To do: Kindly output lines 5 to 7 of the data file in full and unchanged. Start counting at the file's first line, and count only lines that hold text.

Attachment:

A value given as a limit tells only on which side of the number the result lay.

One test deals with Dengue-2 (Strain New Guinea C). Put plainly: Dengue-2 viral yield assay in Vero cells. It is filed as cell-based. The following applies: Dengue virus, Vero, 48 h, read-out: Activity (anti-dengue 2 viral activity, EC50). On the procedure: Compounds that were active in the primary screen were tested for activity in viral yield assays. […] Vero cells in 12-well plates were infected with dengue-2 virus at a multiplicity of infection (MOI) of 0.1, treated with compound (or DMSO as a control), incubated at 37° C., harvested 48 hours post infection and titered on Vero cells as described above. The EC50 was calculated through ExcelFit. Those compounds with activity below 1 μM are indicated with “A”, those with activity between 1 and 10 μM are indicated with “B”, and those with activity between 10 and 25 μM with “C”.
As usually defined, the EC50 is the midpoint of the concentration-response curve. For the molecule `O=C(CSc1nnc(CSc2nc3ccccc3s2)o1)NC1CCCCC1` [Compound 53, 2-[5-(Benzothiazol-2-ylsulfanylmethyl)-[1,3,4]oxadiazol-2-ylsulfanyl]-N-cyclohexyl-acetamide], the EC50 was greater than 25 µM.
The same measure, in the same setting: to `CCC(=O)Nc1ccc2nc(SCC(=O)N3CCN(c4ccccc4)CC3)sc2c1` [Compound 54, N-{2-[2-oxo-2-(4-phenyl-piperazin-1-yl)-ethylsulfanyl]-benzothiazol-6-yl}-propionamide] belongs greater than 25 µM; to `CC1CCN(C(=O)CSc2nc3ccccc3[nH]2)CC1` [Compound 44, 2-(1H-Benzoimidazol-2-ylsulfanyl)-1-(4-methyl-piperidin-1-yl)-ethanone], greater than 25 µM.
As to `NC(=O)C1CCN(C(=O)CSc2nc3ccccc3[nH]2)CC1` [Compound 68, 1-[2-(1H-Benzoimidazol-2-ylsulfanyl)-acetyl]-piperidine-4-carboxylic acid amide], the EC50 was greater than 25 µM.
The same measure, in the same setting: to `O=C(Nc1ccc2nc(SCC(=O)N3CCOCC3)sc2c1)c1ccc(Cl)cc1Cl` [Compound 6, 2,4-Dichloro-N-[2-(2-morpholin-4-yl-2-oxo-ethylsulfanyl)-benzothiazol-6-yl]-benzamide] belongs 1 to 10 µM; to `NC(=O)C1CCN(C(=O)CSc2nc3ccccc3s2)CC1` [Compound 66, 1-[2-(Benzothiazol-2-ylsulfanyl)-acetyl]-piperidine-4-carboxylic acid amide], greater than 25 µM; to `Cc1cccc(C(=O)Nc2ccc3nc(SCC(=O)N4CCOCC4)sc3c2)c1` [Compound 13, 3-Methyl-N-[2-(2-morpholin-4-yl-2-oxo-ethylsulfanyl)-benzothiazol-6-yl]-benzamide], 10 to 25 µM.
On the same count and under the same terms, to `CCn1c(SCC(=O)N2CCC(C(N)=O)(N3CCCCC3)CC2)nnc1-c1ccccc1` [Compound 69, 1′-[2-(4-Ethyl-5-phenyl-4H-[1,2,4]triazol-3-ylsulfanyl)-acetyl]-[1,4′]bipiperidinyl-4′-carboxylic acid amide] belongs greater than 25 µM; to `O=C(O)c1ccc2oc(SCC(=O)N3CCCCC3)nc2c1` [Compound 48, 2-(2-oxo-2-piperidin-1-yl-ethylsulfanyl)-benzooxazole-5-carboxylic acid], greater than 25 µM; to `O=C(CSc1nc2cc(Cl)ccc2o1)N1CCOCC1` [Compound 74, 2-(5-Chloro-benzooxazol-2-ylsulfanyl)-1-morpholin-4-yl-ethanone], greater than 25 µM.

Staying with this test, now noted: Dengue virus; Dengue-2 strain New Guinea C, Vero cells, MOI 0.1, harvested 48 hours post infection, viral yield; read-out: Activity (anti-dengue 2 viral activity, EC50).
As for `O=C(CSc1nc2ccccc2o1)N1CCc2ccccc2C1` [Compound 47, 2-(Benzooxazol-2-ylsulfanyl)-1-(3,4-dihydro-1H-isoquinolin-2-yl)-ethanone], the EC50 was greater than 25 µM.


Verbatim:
As to `NC(=O)C1CCN(C(=O)CSc2nc3ccccc3[nH]2)CC1` [Compound 68, 1-[2-(1H-Benzoimidazol-2-ylsulfanyl)-acetyl]-piperidine-4-carboxylic acid amide], the EC50 was greater than 25 µM.
The same measure, in the same setting: to `O=C(Nc1ccc2nc(SCC(=O)N3CCOCC3)sc2c1)c1ccc(Cl)cc1Cl` [Compound 6, 2,4-Dichloro-N-[2-(2-morpholin-4-yl-2-oxo-ethylsulfanyl)-benzothiazol-6-yl]-benzamide] belongs 1 to 10 µM; to `NC(=O)C1CCN(C(=O)CSc2nc3ccccc3s2)CC1` [Compound 66, 1-[2-(Benzothiazol-2-ylsulfanyl)-acetyl]-piperidine-4-carboxylic acid amide], greater than 25 µM; to `Cc1cccc(C(=O)Nc2ccc3nc(SCC(=O)N4CCOCC4)sc3c2)c1` [Compound 13, 3-Methyl-N-[2-(2-morpholin-4-yl-2-oxo-ethylsulfanyl)-benzothiazol-6-yl]-benzamide], 10 to 25 µM.
On the same count and under the same terms, to `CCn1c(SCC(=O)N2CCC(C(N)=O)(N3CCCCC3)CC2)nnc1-c1ccccc1` [Compound 69, 1′-[2-(4-Ethyl-5-phenyl-4H-[1,2,4]triazol-3-ylsulfanyl)-acetyl]-[1,4′]bipiperidinyl-4′-carboxylic acid amide] belongs greater than 25 µM; to `O=C(O)c1ccc2oc(SCC(=O)N3CCCCC3)nc2c1` [Compound 48, 2-(2-oxo-2-piperidin-1-yl-ethylsulfanyl)-benzooxazole-5-carboxylic acid], greater than 25 µM; to `O=C(CSc1nc2cc(Cl)ccc2o1)N1CCOCC1` [Compound 74, 2-(5-Chloro-benzooxazol-2-ylsulfanyl)-1-morpholin-4-yl-ethanone], greater than 25 µM.